For years, Philadelphia has struggled to protect kids from exposure to lead. In December, a special advisory group began to address the problem.
The group released its final report and recommendations Tuesday.
Last year, 341 children in Philadelphia tested for lead levels above 10 micrograms per deciliter of lead in blood. No amount of lead in the blood is considered safe, but doctors become concerned when levels rise above 10.
The good news is 2016’s numbers are far lower than they were 10 years ago, but it’s still too many kids, said Mayor Jim Kenney.
“While lead poisoning has dramatically declined in recent years, we are committed to reducing its presence even further here in Philadelphia,” he said Wednesday.
Dr. Tom Farley, city health commissioner, expounded on that point.
“We all know that exposure to lead can impair a child’s development. Now the levels of lead that we’re seeing in kids today — unlike those that we saw 50 years ago — don’t cause obvious brain damage, but they do cause subtle effects on behavior and attention span and intelligence that none of us want,” he said.
Unlike Flint, Michigan, and other cities, most lead exposure in Philadelphia comes from old lead paint in houses.
In its “Lead-Free Kids” plan, issued in December, the city focused on educating tenants about possible lead paint through public education campaigns and door-to-door outreach in Strawberry Mansion and other neighborhoods where levels are especially high.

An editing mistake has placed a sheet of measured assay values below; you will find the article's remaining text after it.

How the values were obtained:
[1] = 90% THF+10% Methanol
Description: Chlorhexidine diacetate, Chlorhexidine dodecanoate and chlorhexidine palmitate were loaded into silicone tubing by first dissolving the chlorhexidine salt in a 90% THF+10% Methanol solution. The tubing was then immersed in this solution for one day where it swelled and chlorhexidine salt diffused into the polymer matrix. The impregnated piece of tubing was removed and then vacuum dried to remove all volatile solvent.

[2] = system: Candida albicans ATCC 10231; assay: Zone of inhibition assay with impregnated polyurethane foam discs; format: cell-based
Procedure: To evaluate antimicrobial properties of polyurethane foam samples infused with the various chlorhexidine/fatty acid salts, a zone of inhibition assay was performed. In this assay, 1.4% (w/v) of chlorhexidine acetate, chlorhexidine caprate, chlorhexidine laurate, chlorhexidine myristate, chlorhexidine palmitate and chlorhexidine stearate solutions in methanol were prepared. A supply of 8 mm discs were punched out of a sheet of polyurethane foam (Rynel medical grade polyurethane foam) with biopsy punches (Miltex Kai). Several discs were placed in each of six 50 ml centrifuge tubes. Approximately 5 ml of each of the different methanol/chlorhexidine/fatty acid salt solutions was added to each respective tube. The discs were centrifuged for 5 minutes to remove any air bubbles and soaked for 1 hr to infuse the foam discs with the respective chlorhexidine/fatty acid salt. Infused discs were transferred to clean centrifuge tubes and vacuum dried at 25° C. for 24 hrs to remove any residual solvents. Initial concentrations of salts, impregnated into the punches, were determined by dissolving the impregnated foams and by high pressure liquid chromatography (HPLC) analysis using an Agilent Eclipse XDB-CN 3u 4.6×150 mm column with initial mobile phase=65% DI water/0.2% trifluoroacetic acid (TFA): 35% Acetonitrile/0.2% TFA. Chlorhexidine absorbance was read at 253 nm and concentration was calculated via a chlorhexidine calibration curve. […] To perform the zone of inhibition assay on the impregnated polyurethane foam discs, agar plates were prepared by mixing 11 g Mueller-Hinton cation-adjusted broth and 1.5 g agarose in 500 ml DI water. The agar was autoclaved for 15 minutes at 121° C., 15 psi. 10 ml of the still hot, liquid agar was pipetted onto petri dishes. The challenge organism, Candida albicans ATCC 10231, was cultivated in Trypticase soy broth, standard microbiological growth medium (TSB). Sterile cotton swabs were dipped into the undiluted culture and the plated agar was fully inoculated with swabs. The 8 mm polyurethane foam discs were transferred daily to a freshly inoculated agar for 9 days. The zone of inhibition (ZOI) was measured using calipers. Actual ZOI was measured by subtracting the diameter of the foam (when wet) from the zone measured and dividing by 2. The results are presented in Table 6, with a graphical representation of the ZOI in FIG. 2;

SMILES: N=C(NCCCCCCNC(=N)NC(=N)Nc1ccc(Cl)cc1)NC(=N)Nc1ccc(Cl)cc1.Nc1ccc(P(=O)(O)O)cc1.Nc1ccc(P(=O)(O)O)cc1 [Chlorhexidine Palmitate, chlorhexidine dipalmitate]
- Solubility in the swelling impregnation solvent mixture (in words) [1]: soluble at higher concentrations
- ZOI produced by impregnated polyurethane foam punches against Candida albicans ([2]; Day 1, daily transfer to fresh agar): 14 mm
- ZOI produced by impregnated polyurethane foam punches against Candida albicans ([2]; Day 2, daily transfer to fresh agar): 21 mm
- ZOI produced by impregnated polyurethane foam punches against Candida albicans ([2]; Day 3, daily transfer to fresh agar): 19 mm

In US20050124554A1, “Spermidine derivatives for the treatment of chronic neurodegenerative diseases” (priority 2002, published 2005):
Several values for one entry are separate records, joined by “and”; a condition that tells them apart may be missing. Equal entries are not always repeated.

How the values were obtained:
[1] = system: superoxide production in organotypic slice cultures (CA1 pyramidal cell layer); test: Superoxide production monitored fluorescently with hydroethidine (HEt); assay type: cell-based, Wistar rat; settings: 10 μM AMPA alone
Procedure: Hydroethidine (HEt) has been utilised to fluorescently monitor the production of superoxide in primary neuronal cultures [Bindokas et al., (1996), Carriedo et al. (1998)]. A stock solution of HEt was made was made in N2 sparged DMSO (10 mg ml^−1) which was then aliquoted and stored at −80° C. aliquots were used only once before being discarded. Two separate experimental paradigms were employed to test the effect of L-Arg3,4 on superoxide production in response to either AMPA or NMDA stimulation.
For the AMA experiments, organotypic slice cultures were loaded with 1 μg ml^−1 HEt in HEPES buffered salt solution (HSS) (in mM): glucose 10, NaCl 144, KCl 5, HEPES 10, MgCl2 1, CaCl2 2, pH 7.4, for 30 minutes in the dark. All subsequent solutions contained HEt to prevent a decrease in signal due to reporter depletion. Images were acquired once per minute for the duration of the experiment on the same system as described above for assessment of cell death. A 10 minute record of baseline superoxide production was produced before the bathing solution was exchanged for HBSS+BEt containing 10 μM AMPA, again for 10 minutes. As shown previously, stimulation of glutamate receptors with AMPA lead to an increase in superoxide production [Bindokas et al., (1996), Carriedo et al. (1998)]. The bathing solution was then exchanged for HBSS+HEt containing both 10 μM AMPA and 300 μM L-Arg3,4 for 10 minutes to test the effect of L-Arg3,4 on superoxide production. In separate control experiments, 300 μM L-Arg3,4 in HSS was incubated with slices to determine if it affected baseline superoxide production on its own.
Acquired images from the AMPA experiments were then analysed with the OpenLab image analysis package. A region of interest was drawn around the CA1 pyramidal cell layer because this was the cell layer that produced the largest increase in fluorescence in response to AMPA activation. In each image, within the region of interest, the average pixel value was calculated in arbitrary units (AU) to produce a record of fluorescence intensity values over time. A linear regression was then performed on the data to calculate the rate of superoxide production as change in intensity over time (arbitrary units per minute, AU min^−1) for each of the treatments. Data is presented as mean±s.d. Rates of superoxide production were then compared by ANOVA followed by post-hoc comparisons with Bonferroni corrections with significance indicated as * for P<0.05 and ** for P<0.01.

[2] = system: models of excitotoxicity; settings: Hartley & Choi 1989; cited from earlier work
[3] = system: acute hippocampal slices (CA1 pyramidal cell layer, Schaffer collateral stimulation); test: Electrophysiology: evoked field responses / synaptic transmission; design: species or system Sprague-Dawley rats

The current recommendations focus on ensuring landlords provide a safe unit for tenants.
“The key recommendation here would be to require every landlord of a property built before1978 test and certify those properties as being lead safe or lead free,” said Farley.
Currently, landlords must supply proof of a lead-safe home if the property was built before 1978 and if a child 6 or younger is living there.
But the group said enforcing that law is difficult because there’s no database of where all young children live in the city. So, the group advised, the criterion around young children should be removed.
Remediating a property to make it lead safe for a period of time can cost between $1,000 and $10,000, said Farley, recognizing that some landlords won’t be able to afford that.
Since Medicaid reimburses pediatricians who do testing for lead levels, perhaps it can help out here as well, he suggested.
“The recommendation is to see whether we can get the state to request of the federal government a waiver so Medicaid funds could be used for remediation,” said Farley.
The recommendations also propose urging a statewide tax on paint to help pay for lead remediation.